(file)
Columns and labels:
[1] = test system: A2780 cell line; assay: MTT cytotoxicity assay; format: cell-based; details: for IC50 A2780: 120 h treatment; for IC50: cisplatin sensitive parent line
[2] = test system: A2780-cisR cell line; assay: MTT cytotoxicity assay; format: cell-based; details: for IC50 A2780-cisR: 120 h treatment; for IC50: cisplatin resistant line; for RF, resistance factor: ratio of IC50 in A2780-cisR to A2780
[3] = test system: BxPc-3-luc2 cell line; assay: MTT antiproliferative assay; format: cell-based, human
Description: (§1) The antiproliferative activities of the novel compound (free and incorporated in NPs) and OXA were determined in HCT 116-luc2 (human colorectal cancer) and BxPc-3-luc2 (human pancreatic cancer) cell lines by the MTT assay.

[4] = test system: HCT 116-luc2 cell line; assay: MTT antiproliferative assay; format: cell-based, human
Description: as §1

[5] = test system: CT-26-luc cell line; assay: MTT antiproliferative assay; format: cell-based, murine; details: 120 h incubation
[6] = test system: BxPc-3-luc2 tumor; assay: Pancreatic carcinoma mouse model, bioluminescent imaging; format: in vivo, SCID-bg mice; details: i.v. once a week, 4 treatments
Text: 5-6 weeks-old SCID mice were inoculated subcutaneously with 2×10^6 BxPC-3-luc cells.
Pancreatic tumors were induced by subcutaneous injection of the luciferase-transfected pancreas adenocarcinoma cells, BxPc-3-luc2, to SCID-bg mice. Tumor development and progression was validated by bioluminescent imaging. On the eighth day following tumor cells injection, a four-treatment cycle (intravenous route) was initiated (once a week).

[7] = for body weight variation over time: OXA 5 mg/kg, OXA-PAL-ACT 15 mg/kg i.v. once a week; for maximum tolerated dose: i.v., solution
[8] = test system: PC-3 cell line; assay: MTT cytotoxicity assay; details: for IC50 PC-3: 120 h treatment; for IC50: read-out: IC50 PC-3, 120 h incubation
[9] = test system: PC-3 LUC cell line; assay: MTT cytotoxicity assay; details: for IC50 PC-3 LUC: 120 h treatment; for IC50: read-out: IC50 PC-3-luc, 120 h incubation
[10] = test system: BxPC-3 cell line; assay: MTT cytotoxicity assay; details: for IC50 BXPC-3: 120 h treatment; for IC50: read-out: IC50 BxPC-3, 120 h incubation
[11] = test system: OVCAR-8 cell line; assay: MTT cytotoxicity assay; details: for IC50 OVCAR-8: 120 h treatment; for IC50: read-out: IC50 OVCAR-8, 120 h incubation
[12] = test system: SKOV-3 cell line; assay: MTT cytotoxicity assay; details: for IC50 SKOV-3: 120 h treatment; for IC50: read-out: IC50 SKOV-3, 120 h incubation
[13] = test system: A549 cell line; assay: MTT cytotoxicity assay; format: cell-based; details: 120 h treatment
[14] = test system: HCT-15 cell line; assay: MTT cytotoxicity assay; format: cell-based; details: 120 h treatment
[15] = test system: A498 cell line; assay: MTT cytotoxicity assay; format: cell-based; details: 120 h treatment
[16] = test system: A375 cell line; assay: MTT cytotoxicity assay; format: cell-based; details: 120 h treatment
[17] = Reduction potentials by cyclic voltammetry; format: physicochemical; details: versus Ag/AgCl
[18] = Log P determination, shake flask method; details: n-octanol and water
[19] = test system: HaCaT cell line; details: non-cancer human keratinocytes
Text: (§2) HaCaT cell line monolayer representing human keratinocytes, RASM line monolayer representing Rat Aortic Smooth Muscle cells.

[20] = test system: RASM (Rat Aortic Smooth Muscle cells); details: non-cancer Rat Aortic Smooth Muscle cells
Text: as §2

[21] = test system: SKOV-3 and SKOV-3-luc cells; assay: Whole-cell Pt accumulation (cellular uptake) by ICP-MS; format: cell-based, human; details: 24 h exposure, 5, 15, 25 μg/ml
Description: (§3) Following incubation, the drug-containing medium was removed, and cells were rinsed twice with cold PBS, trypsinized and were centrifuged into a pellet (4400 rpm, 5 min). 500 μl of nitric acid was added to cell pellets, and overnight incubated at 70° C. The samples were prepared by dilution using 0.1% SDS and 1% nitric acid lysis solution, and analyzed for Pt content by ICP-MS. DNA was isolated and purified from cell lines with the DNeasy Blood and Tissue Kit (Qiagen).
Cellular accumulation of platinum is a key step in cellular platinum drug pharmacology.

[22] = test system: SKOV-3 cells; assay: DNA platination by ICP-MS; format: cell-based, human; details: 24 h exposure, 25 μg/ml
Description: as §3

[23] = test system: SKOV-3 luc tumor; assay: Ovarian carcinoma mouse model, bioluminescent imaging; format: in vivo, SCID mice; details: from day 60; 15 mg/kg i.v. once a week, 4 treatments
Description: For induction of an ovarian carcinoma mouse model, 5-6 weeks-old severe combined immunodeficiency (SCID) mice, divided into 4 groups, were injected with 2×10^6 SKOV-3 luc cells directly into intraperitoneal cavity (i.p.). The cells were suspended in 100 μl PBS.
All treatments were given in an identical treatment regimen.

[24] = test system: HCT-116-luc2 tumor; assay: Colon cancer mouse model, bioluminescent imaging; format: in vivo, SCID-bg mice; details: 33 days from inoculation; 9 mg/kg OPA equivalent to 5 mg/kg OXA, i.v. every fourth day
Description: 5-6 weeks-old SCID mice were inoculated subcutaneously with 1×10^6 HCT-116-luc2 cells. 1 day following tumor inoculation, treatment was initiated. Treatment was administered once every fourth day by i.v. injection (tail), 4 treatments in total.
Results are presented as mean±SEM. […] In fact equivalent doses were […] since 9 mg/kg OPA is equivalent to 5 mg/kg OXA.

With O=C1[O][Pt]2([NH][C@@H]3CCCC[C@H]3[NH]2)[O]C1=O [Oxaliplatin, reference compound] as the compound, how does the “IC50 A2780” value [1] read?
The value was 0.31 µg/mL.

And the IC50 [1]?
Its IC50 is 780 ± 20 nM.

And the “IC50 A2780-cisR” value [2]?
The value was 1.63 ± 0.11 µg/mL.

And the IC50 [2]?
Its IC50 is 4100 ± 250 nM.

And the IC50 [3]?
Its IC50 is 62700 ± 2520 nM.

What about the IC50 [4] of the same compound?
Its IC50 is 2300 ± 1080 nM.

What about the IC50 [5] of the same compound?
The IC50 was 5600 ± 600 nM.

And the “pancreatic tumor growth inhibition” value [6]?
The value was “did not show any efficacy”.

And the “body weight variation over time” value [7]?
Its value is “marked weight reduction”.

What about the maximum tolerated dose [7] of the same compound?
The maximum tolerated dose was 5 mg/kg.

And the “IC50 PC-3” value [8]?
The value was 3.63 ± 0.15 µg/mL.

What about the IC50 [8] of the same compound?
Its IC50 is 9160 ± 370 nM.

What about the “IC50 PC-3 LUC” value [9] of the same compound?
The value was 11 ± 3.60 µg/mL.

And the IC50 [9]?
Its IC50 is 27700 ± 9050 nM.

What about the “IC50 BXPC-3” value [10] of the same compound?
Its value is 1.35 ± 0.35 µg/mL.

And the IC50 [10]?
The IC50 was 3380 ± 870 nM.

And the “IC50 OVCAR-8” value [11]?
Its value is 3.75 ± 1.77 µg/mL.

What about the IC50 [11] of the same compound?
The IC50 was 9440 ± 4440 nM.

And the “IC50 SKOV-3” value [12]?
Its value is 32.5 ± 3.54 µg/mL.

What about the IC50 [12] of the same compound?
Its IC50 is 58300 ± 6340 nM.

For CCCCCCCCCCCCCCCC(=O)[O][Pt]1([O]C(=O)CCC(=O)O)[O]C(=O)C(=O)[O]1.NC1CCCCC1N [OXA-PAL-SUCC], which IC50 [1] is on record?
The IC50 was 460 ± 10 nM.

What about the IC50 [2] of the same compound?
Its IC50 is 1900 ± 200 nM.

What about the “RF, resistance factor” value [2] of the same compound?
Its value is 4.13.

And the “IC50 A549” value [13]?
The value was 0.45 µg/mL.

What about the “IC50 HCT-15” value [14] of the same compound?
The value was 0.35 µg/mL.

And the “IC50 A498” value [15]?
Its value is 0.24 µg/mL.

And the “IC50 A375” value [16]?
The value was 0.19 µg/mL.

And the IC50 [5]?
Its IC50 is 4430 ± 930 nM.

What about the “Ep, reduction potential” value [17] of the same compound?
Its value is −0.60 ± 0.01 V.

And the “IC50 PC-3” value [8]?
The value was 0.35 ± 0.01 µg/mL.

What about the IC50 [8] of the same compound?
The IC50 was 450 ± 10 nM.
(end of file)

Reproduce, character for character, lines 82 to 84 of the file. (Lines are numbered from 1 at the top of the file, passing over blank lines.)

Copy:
Its IC50 is 1900 ± 200 nM.

What about the “RF, resistance factor” value [2] of the same compound?
Its value is 4.13.